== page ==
Briefs from Svalbardposten for the week of Feb. 14, 2017

coastguardrescue

UNIS boat trip that stranded occupants may have violated law
The malfunction of a boat that left 12 students and staff from The University Centre in Svalbard stranded for hours on the icy sea between Barentsburg and Longyearbyen last month will be investigated by The Norwegian Maritime Authority.A leak in the boat was discovered, and both engines and the power failed shortly thereafter, forcing those aboard to manually pump water out until they were rescued by the Norwegian Coast Guard. Kjetil B. Sørensen, a senior regulations consultant for the NMD, said generally speaking such boats are only allowed to carry passengers between May 1 and Oct. 1. Furthermore, the boat must have sheltered space for all passengers. In the UNIS incident, four passengers were forced to sit outside the cabin in the minus 20 degree Celsius cold. The regulations make exceptions, including for boats that are not in used in connection with business, so a key question is the how the concept of a business is interpreted, according to Sørensen. The Governor of Svalbard is also requesting the agency’s report to assess it for violations and The University Centre in Svalbard is conducting its own investigation, which is expected to be completed within a week. Concern about the lack of an immediate action by government agencies was expressed by Mats Martinsen, chairman of Hurtigbåtforbundet HRF, an organization with about 55 passenger-transport companies with 120 vessels, who said a similar incident on the mainland would have triggered an immediate investigation. “The rules must be the same for Svalbard, if not stricter, because of tougher climate and distances,” he said.

Governor to critics: We can’t guarantee polar bears won’t enter town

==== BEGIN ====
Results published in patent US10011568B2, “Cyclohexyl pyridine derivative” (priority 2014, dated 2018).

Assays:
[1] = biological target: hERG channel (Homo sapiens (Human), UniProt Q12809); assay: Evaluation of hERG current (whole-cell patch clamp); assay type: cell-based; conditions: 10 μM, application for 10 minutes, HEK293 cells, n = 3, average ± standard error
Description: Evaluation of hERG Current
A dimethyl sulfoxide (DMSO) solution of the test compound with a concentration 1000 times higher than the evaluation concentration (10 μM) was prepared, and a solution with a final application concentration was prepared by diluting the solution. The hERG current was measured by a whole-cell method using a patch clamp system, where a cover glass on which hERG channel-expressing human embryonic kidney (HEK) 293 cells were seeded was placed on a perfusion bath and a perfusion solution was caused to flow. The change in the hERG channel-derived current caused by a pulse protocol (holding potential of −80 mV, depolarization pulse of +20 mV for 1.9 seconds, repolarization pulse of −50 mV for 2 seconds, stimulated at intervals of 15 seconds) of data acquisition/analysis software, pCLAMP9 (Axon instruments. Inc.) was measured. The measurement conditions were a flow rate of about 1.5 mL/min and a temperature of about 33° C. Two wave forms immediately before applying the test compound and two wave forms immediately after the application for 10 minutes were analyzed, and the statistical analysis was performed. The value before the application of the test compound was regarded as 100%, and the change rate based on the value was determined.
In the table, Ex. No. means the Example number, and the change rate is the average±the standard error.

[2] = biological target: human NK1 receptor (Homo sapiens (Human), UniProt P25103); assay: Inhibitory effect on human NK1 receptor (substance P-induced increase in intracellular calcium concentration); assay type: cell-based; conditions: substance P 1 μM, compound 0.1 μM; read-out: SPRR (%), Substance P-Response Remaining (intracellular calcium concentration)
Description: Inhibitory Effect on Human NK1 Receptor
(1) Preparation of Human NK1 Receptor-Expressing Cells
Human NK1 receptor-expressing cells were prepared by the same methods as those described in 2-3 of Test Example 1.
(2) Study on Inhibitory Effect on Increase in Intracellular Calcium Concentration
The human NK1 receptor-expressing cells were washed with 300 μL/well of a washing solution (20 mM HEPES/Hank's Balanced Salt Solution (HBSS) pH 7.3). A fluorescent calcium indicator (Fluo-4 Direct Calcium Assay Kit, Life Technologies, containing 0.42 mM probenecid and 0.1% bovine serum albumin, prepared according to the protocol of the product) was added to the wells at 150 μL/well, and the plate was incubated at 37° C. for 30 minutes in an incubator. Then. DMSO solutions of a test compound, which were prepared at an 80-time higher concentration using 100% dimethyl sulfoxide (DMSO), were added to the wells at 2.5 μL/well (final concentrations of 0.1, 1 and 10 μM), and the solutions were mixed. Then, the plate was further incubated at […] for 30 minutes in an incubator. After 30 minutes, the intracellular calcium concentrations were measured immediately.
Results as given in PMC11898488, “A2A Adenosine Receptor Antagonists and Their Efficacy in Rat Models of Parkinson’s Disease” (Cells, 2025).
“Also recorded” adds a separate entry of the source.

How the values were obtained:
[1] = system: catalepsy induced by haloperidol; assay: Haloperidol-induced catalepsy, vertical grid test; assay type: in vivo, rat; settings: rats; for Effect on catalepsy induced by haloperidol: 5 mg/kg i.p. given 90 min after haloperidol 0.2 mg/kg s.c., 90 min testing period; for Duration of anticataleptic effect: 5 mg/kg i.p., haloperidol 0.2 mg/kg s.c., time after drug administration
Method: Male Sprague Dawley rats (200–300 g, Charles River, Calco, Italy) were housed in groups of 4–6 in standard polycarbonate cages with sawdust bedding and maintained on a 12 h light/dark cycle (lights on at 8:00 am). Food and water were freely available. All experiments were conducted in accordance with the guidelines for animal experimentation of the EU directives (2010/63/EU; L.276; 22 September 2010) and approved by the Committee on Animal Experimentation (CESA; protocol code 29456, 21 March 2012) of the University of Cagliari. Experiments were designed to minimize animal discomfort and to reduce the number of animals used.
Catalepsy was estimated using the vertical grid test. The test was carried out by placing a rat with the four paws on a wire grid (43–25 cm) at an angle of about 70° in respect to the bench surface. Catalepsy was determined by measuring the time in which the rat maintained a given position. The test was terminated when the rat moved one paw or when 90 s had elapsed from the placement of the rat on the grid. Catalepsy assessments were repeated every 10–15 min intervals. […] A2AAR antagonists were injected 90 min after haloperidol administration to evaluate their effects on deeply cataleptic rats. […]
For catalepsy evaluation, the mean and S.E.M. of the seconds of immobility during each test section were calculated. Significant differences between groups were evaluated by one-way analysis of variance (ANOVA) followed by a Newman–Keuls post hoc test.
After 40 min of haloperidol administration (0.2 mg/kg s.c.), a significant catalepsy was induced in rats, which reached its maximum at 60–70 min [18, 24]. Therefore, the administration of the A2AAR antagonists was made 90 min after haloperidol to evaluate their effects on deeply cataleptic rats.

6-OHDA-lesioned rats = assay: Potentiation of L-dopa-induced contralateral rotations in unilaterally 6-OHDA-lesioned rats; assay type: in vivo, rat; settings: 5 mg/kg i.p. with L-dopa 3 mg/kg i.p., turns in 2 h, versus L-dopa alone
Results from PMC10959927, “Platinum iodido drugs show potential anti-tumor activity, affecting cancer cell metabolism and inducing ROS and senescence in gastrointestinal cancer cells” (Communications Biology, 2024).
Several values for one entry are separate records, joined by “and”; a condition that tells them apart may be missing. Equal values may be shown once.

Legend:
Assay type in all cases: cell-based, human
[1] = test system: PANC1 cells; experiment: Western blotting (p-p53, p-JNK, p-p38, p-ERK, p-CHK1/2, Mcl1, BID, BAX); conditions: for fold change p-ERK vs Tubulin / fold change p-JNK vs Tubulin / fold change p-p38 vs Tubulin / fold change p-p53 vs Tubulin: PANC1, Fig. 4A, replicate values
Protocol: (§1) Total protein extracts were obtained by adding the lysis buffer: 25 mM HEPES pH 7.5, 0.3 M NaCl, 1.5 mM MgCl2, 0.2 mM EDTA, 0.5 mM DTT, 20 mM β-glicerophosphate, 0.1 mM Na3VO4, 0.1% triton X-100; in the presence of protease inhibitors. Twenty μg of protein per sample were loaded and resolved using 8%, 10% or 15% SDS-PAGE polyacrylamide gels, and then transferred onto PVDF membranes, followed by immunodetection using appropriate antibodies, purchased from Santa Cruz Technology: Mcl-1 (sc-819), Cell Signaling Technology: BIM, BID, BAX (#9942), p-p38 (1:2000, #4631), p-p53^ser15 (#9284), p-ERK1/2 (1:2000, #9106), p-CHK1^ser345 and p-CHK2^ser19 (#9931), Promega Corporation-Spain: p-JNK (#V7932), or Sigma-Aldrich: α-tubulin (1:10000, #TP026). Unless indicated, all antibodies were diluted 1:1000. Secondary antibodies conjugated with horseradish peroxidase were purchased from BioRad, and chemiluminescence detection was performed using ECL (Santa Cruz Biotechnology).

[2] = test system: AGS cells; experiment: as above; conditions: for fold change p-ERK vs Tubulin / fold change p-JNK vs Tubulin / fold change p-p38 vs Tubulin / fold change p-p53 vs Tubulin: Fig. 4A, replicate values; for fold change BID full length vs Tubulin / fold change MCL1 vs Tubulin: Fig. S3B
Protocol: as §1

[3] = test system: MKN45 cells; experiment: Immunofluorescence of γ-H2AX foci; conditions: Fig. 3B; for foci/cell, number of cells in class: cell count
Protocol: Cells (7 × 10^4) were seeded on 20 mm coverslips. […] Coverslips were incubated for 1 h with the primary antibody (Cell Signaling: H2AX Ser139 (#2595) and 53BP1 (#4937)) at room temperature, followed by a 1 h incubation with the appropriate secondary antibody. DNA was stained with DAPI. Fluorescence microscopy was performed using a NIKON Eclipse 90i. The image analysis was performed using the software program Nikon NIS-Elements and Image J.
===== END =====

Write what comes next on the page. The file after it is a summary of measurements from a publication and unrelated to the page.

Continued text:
The Governor of Svalbard is responding to criticism about its handling of a mother polar bear and two cubs who wandered into and near Longyearbyen several times last month by stating officials cannot guarantee they can keep bears out of town. Among those complaining was the mother of a toddler who lives on Vei 238, where the bears passed during one trip into town, who in an e-mail stated officials should have done a better job of monitoring due to the repeated earlier visits. “I fully understand that the governor can not be everywhere to make sure of where bears are moving, but when you let them enter into the city then I think that letting them pass right by in Longyearbyen is a failure,” wrote the woman, who stated she wanted to remain anonymous. Ole Jakob Malmo, the governor’s chief of police, said officials monitor and chase bears away from the settlements when they are notified, but “it is not practicable for us to monitor and follow a polar bear around the clock.” Torgeir Prytz, who has a cabin at Hiorthhamn, said the governor should have notified cabin occupants about the sightings of bears nearby, but Malmo said the scope of such an effort wouldn’t be practical. “We have chosen to stay in a place where polar bears live and travel,” he said. “It is therefore important that each of us is always observant and properly equipped when we go out.”

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